- Created on Sunday, 08 June 2014 14:32
- Last Updated on Saturday, 17 January 2015 09:41
Today should have been a day of great delight as my personal supercomputer, or Parallella the Epiphany III processor with Xilinx Zynq 7020 FPGA, finally appeared in my hands after many months of delay. However, I wasn't exactly jumping up and down with joy for, as like most "supercomputing for everyone" enthusiasts, I was suffering from "where is my Parallella" fatigue.
Parallella first appeared as a Kickstarter project, in October 2012, where it did wonderfully well in raising $898,921 in its allocated fund raising slot. However, at the time I didn't back the project, as the $3 million stretch goal required for the production run of the 64-core version, the Epiphany IV processor, was not met.
You can read about my observations using the Parallela kit in the Blog Category: OpenCL, Altera SDK and the Parallella Post. Also, you can read about my projects using the Parallella kit in the Project Series - The Parallella Chronicles (link coming soon).
- Created on Monday, 15 July 2013 12:54
- Last Updated on Monday, 15 July 2013 22:02
For a few years now the death of the Plated Through Hole (PTH) component has been wrongly predicted and hobbyists are still able to dabble in electronics, using PTH components, without finding ingenious ways to mount Surface Mount Technology (SMT) components by hand.
However, although PTH components are still readily available, there is a strong demand for the hobbyist to use SMT components due to space constraints. This is because in modern day DIY hobbyist electronics the design area, the prototyping area the hobbyist has to experiment in, is becoming increasingly smaller than what has been available previously. This in turn is dictating the size of components that can be used.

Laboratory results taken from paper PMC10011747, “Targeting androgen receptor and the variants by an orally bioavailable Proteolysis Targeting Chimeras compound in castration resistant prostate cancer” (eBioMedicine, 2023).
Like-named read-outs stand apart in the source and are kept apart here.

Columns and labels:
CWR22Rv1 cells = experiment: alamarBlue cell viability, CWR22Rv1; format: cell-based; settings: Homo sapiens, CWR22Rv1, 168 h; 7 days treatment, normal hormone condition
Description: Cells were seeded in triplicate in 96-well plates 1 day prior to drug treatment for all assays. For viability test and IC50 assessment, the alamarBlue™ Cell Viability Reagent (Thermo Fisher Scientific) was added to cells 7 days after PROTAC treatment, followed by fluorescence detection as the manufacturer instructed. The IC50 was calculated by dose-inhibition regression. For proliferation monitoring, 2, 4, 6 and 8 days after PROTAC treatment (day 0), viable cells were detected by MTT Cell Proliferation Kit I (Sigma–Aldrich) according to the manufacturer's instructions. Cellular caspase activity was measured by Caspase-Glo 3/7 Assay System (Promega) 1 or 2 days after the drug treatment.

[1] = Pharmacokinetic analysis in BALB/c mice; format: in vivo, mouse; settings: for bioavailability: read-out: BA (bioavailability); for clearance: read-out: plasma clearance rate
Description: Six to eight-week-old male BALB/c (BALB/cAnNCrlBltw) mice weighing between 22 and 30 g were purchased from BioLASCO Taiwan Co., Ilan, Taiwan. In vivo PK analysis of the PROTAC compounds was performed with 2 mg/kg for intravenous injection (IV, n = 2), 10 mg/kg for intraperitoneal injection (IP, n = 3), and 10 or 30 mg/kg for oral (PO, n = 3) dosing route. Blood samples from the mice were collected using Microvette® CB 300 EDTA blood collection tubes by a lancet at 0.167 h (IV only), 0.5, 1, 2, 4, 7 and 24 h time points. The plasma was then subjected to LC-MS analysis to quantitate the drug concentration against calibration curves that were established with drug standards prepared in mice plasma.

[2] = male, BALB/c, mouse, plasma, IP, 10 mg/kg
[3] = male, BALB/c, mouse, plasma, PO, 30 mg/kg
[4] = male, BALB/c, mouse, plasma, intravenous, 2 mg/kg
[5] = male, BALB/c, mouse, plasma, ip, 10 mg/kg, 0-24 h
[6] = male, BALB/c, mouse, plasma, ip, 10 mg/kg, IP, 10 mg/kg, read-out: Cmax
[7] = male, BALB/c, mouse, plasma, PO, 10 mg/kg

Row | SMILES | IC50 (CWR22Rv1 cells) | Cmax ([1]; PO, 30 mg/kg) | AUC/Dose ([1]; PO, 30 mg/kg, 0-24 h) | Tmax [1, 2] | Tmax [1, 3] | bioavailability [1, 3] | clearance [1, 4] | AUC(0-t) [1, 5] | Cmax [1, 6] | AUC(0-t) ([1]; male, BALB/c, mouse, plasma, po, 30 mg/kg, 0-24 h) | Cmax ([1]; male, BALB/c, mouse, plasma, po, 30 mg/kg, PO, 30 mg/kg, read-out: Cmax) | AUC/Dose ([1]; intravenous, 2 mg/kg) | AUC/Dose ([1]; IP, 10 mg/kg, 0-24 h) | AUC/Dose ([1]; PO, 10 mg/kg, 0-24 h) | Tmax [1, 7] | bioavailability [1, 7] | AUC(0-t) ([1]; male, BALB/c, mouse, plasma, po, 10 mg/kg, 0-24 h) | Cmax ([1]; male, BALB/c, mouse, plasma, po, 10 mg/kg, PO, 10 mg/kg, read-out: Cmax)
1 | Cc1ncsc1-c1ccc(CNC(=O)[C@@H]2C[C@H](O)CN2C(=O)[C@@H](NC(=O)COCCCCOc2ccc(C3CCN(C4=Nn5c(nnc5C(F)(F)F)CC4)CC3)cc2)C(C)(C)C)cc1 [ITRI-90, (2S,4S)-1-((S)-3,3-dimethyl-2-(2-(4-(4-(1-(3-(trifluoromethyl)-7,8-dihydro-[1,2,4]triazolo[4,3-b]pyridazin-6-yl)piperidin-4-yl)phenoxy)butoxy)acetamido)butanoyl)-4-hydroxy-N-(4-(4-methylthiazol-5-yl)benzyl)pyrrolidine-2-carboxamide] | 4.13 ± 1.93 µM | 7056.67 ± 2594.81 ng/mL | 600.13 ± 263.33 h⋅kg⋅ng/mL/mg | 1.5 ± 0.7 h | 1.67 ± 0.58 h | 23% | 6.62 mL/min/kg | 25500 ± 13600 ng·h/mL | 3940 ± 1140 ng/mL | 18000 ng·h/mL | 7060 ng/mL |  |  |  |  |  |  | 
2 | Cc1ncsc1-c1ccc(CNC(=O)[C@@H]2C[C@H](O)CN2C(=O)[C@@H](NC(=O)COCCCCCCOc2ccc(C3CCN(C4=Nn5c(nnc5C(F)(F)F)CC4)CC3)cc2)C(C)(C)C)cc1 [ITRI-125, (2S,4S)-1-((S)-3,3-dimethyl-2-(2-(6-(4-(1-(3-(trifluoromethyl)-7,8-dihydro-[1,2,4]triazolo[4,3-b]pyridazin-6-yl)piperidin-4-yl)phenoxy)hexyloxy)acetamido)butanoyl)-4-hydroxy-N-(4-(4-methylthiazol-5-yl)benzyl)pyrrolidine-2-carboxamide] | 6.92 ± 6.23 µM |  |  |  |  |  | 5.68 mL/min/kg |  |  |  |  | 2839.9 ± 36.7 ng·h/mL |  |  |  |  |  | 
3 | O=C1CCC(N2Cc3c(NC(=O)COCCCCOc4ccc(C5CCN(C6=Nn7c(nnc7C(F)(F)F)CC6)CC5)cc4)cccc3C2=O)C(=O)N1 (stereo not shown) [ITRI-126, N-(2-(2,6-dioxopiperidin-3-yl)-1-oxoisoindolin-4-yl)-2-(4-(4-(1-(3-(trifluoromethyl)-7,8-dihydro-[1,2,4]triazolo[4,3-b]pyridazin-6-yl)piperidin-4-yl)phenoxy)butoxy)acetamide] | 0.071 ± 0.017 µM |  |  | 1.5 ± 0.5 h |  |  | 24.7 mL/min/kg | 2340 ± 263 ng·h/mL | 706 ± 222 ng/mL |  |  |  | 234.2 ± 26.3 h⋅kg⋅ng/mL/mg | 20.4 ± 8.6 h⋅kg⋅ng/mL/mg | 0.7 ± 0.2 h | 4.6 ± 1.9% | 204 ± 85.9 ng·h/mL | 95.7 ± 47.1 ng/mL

When SMT components are required, although a magnifying glass is helpful, a truer friend than the USB microscope may not be found as we attempt to find out in this review.
- Created on Sunday, 23 June 2013 16:13
- Last Updated on Friday, 02 August 2013 06:43
Have you ever watched an episode of the TV programme called Robot Wars where in the middle of what can only be described as an engaging robot punch-up one of the robots suddenly stops working. This enevitably prompts the controllers to frantically punch buttons on the remote control with bemused looks on their faces. It also prompts you to mouth, politely, at the controllers, "You muppets!"
- Created on Sunday, 11 November 2012 14:37
- Last Updated on Wednesday, 05 December 2012 12:04
If you are the type of person that judges a book by it's cover then you may have high expectations of one of Altera's new, exciting-looking FPGA development kits, based on their recently introduced 28nm portfolio of FPGAs. The kit in question is the Arria V GX Starter Kit and the good news is that your high expectations are likely to be met. This kit should have enough "oomph" to inspire your next magnum opus, as we found out ourselves at one of Altera's Video Design Framework Workshops, hosted recently here in the UK.
- Created on Saturday, 24 March 2012 15:25
- Last Updated on Tuesday, 10 April 2012 04:51
Economic theory has taught us about the dangers of pricing a product too cheap, as it could put off prospective buyers, or at least make them weary. So what is one to think when this USB 2.0 to TTL UART serial converter module retails, in some quarters, online for less than it costs to buy the chip that it is populated with? Undaunted by this slight anomaly I decided to minimise the risk and invest in the cheapest converter I could find and low and behold what a cracking investment it turned out to be.